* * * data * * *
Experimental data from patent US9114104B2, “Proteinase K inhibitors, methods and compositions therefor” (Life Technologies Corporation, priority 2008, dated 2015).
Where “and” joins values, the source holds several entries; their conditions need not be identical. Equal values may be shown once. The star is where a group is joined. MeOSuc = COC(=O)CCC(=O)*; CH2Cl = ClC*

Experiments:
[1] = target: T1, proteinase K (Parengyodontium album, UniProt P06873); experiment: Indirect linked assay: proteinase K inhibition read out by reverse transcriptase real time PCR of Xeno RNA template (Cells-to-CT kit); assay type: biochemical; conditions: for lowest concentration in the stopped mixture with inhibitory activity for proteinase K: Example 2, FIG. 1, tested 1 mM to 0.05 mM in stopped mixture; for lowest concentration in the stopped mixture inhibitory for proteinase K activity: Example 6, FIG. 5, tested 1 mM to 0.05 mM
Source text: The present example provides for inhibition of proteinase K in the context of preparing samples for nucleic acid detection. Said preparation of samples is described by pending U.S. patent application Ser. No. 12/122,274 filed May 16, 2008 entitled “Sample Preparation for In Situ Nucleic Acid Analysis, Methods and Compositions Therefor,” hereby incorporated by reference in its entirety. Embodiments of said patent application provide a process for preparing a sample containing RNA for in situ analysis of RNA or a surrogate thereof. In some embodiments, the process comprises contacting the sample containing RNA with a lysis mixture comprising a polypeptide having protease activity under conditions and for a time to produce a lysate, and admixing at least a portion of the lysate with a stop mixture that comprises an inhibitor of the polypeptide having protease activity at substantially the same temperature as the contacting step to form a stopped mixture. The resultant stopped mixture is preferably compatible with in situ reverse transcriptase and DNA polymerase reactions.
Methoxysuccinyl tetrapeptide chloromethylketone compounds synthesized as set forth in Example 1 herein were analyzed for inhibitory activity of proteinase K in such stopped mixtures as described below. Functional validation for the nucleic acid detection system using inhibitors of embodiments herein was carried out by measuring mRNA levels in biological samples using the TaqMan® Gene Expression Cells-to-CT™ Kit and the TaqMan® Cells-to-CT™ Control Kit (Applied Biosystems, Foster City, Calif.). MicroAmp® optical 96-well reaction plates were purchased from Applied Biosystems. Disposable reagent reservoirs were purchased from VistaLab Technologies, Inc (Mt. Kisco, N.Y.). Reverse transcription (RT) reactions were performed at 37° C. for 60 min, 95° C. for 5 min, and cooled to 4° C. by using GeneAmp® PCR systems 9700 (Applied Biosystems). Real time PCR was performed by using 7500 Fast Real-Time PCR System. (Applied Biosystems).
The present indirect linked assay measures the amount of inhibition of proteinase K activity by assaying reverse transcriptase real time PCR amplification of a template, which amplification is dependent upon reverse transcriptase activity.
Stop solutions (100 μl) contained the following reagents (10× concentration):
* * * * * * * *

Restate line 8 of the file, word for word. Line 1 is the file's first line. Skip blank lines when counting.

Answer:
Stop solutions (100 μl) contained the following reagents (10× concentration):